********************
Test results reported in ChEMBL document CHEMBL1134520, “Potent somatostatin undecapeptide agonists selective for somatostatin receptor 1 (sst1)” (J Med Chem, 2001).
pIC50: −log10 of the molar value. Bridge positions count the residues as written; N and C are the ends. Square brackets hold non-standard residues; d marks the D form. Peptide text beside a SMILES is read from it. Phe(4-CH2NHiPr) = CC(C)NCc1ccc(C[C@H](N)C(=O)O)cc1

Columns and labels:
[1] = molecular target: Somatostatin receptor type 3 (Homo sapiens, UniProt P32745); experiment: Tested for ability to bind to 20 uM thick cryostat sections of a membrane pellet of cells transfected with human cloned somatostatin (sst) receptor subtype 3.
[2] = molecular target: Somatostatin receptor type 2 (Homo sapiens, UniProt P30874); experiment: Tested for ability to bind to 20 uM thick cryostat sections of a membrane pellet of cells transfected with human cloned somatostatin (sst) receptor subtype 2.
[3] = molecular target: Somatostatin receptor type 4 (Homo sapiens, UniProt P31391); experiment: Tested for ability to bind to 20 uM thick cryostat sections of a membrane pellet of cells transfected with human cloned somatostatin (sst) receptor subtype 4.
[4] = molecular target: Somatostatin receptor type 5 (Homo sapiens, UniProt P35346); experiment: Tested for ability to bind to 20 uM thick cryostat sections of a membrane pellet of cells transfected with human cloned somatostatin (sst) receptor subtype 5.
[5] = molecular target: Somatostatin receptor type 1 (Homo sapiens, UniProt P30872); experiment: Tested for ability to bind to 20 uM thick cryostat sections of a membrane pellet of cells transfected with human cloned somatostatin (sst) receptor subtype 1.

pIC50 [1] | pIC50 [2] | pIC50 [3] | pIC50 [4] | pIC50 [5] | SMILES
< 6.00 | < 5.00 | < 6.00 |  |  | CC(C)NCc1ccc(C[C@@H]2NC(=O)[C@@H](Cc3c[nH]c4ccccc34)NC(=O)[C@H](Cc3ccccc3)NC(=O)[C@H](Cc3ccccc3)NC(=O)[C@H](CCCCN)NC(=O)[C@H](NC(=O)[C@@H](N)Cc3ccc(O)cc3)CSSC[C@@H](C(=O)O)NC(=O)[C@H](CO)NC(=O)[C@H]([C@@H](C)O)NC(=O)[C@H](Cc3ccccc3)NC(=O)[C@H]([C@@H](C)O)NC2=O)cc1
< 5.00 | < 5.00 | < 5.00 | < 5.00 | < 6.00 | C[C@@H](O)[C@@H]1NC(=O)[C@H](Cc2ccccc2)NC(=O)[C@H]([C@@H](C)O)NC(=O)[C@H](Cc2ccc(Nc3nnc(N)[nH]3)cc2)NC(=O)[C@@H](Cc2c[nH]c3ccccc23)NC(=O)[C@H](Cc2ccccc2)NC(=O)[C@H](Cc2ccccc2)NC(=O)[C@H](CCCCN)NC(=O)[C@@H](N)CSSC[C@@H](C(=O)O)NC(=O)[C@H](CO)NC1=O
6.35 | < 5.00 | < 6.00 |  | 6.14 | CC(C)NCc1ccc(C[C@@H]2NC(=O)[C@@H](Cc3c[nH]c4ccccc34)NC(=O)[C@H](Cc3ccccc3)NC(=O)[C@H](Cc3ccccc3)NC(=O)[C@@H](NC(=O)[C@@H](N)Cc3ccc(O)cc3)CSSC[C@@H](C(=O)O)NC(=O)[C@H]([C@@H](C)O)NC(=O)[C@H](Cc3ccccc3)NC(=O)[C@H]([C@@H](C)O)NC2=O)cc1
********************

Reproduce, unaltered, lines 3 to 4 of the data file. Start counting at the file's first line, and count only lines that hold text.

Columns and labels:
[1] = molecular target: Somatostatin receptor type 3 (Homo sapiens, UniProt P32745); experiment: Tested for ability to bind to 20 uM thick cryostat sections of a membrane pellet of cells transfected with human cloned somatostatin (sst) receptor subtype 3.